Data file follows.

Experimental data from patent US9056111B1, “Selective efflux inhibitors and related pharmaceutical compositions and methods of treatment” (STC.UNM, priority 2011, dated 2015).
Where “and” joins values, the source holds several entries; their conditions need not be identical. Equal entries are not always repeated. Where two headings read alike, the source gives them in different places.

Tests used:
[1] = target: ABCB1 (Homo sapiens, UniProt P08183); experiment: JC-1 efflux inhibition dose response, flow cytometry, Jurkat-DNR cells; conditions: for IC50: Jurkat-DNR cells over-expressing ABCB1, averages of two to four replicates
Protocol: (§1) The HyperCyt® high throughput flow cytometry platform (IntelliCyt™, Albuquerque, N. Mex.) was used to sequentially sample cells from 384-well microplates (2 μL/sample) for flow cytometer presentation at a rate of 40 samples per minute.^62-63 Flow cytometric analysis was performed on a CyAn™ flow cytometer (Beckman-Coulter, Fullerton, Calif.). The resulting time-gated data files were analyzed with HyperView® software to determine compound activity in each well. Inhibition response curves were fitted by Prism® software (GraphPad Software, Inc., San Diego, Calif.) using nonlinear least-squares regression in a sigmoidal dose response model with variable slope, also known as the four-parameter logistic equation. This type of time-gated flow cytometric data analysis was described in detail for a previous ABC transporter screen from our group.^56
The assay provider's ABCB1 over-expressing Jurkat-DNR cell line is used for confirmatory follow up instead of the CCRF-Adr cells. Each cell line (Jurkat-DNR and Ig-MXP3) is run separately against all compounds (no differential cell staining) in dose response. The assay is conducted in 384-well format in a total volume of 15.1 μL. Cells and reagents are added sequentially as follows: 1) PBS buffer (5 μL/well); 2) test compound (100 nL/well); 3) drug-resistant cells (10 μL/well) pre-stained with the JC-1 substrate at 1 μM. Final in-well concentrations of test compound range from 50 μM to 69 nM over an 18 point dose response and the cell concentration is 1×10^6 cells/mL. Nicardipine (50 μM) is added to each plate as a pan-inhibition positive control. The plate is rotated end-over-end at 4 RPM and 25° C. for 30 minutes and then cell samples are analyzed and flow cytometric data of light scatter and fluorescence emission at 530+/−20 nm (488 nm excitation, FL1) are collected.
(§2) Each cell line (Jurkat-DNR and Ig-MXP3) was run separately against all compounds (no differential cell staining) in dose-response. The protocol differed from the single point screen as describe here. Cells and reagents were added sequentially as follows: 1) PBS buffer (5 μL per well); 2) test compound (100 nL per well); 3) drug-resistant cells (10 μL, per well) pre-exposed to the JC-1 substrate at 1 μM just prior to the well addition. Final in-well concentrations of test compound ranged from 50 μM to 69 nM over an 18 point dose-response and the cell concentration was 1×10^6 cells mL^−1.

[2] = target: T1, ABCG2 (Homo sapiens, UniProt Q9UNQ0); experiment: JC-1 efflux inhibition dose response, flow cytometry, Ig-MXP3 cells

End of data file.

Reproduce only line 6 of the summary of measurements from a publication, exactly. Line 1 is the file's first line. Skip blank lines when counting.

The assay provider's ABCB1 over-expressing Jurkat-DNR cell line is used for confirmatory follow up instead of the CCRF-Adr cells. Each cell line (Jurkat-DNR and Ig-MXP3) is run separately against all compounds (no differential cell staining) in dose response. The assay is conducted in 384-well format in a total volume of 15.1 μL. Cells and reagents are added sequentially as follows: 1) PBS buffer (5 μL/well); 2) test compound (100 nL/well); 3) drug-resistant cells (10 μL/well) pre-stained with the JC-1 substrate at 1 μM. Final in-well concentrations of test compound range from 50 μM to 69 nM over an 18 point dose response and the cell concentration is 1×10^6 cells/mL. Nicardipine (50 μM) is added to each plate as a pan-inhibition positive control. The plate is rotated end-over-end at 4 RPM and 25° C. for 30 minutes and then cell samples are analyzed and flow cytometric data of light scatter and fluorescence emission at 530+/−20 nm (488 nm excitation, FL1) are collected.